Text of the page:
Trails and Tails
If your dog is the outdoorsy type and can withstand long bouts of exercise, she might be your perfect hiking buddy. Start with an easier trail and work your way up to more difficult hikes.
San Diego County boasts about two dozen designated dog parks and beaches and lots of hiking trails where you and your four-legged friend can get some fresh air and exercise. There are some safety and etiquette rules you should be aware of, though, before venturing into the great outdoors.
Dog parks are a great place for pups who are cooped up all day to get some exercise and interact with their peers. But you need to do your part, too. Keep an eye on your dog (not your phone), make sure she’s playing nice and promptly clean up any messes she makes. Some dogs get overwhelmed upon arrival; hang out for a minute or two in the gated entry area until the other parkgoers have lost interest in the newbie.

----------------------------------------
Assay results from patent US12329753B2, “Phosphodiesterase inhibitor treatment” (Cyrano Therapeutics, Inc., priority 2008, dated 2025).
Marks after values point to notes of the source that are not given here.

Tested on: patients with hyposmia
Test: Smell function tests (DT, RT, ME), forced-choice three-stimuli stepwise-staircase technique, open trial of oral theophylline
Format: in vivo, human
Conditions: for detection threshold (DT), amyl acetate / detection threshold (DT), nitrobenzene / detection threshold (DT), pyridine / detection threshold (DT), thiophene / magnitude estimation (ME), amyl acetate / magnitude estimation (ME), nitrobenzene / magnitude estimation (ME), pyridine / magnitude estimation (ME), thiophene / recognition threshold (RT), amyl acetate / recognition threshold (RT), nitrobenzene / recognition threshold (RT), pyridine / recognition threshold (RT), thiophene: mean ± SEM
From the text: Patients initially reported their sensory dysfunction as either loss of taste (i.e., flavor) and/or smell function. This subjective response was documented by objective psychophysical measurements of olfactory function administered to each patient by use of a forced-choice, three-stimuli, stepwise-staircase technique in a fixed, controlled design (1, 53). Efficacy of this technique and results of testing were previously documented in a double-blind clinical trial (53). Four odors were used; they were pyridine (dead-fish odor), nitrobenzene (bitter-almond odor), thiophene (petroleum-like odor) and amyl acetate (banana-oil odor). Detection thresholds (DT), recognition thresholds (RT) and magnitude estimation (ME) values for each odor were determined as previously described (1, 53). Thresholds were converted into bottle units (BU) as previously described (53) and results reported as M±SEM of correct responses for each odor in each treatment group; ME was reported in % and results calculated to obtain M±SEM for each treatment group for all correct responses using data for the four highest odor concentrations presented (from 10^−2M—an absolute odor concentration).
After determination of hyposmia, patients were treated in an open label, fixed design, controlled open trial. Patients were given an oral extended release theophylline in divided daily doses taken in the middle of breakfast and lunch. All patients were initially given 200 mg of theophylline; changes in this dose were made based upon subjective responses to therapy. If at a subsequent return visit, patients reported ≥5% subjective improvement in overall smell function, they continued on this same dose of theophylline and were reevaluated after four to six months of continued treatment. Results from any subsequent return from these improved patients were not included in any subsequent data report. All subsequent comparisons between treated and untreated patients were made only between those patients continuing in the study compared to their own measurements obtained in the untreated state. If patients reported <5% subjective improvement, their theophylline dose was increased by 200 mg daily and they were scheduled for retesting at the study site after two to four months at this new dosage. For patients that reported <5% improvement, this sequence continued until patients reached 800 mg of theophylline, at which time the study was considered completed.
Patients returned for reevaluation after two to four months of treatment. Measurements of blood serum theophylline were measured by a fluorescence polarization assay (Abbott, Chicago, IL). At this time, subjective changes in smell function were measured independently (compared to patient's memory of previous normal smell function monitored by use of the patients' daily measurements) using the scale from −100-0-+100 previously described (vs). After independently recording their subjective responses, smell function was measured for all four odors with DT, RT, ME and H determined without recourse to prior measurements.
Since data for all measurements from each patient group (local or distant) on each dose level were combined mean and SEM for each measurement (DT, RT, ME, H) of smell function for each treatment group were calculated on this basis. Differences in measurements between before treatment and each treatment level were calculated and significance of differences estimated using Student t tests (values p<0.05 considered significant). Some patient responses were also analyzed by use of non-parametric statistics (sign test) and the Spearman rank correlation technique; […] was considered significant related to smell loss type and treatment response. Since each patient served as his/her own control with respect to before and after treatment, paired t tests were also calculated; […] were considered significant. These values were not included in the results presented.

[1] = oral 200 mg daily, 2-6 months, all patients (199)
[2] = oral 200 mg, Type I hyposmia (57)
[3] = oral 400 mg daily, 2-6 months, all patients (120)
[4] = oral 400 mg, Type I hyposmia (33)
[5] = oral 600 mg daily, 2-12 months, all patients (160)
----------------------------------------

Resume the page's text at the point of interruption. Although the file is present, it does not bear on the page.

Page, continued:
Sometimes you have to face facts and accept that your dog just might not be cut out for this kind of interaction. If yours is reactive, fearful or aggressive, a dog park isn’t the best place to desensitize her.
Dogs are allowed at most San Diego County parks. (Los Peñasquitos Canyon Preserve, Mission Trails Regional Park, Sunset Cliffs and Tecolote Canyon Natural Park are especially popular with pet parents.) Plan out your hike in detail ahead of time and be realistic about your skill and endurance level.
Check the forecast—dogs are more prone to heat exhaustion and their paws burn easily. Leave Fido at home if the temperature is expected to rise above 70 degrees. Pack plenty of water and respect leash laws, even if there’s no one else around.
Published: June 17, 2020